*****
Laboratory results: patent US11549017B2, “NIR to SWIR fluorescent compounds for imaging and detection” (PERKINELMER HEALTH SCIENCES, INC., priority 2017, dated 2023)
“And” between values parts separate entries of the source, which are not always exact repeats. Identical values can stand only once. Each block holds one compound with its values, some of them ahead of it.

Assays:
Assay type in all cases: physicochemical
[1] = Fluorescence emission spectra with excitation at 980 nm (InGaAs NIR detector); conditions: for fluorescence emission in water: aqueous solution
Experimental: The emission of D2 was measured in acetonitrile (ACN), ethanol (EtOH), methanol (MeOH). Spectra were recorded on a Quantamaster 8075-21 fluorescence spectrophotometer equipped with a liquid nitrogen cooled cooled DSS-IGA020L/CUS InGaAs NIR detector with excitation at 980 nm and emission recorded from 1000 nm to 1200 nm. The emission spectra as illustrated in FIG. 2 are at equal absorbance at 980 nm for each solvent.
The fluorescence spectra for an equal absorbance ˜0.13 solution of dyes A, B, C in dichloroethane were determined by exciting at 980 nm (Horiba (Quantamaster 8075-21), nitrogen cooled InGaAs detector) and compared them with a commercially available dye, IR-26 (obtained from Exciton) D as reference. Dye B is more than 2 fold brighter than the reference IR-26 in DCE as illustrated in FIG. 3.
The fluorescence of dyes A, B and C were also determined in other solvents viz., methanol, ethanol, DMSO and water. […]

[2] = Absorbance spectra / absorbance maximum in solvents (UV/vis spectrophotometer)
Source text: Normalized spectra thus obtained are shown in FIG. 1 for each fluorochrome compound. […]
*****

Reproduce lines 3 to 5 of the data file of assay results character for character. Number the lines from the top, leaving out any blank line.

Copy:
Assays:
Assay type in all cases: physicochemical
[1] = Fluorescence emission spectra with excitation at 980 nm (InGaAs NIR detector); conditions: for fluorescence emission in water: aqueous solution